ED 205

Friday, June 09, 2006

Website Evaluation

http://www.martinlutherking.org/

1. This site does not have a tilda or a % sign, and has a .org ending. The publisher is not listed, but the site is hosted by Stormfront. This does not correspond with the site name.

2. Most of the time, an author is not listed. However, on one article, the author is stated as Samuel Francis and another as Kevin Alfred Strom. There are no credentials listed, and it is lacking dates for most articles.

3. This site provides links to several sites that bash Martin Luther King. Not much is credited, and the site is overwhelmingly biased. The creator is trying to persuade its audience to believe everything taught about Martin Luther King is wrong and that he was not a hero after all.

4. I went to Google and typed: link: http://www.martinlutherking.org/, and there were about 2,200 sites linked to the page I am reviewing. One of the sites actually talks about how to evaluate WebPages, so that’s relieving. This site is listed third on Google when one types “Martin Luther King.” There were several links to the author Kevin Alfred Strom, including a wikipedia article that describes him as “the Managing Director of National Vanguard, a racist, white separatist and homophobic organization based in Charlottesville, Virginia.” Samuel Francis also has several links appear in the Google search engine, and he too is referred to as a racist.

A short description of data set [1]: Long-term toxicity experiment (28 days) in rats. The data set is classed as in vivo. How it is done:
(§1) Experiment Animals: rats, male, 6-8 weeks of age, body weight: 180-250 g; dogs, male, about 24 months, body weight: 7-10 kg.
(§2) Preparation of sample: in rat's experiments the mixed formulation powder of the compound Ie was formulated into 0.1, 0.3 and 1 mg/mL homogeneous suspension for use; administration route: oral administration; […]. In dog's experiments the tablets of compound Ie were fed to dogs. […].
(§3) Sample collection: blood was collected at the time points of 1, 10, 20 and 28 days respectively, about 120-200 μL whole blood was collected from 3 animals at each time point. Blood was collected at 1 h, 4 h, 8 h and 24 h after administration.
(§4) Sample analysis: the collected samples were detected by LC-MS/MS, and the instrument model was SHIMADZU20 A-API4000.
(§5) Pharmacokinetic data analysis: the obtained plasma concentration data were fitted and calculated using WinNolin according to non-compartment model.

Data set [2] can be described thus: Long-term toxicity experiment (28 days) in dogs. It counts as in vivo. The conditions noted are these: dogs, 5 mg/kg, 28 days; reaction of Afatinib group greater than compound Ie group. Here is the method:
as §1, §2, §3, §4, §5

5. This site was put on the internet to give a slanted, biased point of view. Lacking in facts and valid support, this site gives a horrible and false representation of Martin Luther King. Because of these things, this site is completely inappropriate for schools. I think students can learn to be less trusting of the internet if they go through and evaluate sites just like we have been doing in class. If students evaluate for authority, affiliation, content, audience/currency, and design, they should have a much better idea of whether or not it is a good site to rely on. As mentioned earlier, this site appeared third in a Google search. I think it probably got there because it seems like a relevant hit--it contains all three words from the search box, and also contains words like “true” and history.”

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